The most interesting music boxes are the ones with doll figurines that spring to life in time with the music. One features a young boy who tries to steal some jam, only to see the jar turn into his grandmother’s scolding face. Another creepier one displays a woman stewing a monkey’s head.

Don't leave without seeing: The oldest music box in the world: a tiny golden contraption dating from 1796.

Shanghai Antique Music Box Gallery, 425 Dingxiang Lu, Shanghai Oriental Arts Center, near Yingchun Lu, Metro Line 2 Science and Technology Museum Station 丁香路425号, 近迎春路, 地铁2号线上海科技馆, +86 21 6854 7647, hours: daily 10 a.m. to 5 p.m.


Chopsticks Museum

Shanghai museums -- chopsticksA one-man museum with a fabulous story.Admission: Free

Why it's odd but awesome: This tiny, cold room, shared with a jewelry saleswoman, is perhaps the smallest museum in Shanghai.

Lan Xiang, 81, lives upstairs and displays his collections of chopsticks in a first-floor cabinet.

As a young man, Xiang, a writer, traveled throughout Asia in search of chopsticks. If you speak Putonghua, he’ll tell you the story of his quest to collect more than 2,000 pairs including a gilded silver set from the Tang Dynasty.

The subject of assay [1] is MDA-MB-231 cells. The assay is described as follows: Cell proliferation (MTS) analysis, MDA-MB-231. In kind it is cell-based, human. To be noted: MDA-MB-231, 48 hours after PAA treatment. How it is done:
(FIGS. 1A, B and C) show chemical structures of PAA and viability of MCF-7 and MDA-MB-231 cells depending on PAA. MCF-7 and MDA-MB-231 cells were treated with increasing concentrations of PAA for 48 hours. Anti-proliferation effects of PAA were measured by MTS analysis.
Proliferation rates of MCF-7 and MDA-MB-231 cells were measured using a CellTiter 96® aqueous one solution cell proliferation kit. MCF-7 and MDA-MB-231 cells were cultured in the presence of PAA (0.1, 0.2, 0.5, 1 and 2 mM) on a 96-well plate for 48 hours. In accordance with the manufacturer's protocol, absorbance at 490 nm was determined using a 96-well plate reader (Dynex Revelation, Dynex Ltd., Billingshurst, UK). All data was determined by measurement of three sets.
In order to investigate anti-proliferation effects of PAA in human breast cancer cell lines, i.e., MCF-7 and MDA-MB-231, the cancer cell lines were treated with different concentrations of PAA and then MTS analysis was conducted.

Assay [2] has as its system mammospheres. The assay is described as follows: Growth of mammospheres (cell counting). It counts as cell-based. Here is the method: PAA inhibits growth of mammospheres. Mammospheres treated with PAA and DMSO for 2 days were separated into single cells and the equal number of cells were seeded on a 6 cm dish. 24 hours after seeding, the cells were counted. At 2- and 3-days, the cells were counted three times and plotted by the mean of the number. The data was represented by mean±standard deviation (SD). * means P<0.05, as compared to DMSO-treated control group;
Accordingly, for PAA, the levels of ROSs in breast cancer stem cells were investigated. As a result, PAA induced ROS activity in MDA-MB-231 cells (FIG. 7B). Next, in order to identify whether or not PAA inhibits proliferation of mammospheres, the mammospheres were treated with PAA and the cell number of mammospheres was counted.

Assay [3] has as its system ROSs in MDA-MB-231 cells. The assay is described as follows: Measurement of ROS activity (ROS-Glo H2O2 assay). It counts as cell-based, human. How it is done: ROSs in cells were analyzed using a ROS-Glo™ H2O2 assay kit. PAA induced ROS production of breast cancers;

There aren’t many on display though: “My best ones are in the bank,” Xiang says. But, his story alone is worth a visit.

Don't leave without seeing: Xiang's book “Chinese Chopsticks,” which is avalable in Chinese, English and French.

Chopsticks Museum, 191 Duolun Lu, near Sichuan Lu, Metro Line 3 Dongbaoxing Lu Staion 多伦路191号, 近四川北路, 地铁3号线东宝兴路站 +86 21 5671 7528, hours: daily, call ahead for appointment

Shanghai Calligraphy Museum

Shanghai museums -- caligraphyDown the rabbit hole and into the calligraphy museum.Admission: Free

Why it's odd but awesome: This one-room museum begins with the history of ink-making, and tells the story of its migration to Shanghai. Glass exhibits showcase various ink pads and brushes while wall scrolls illustrate the beauty of the calligraphy.

“What I loved was just the fact that they had such a museum in the first place,” says Shahana Chattaraj, who was visiting Shanghai from New York. “It shows such a reverence for writing, and the written script as an art form.”

Don't leave without seeing: English recordings next to the exhibits tell the stories behind the artifacts, such as juicy tales of competition among ink makers.

Shanghai Calligraphy Museum, 2/F, 429 Fuzhou Lu, near Fujian Zhong Lu 福州路429号2楼, 近福建中路, +86 21 6328 1558, hours: daily 9:30 a.m. to 5:30 p.m.


Shanghai Postal Museum

Shanghai museums -- post A stunning atrium floods the Postal Museum with light.Admission: Free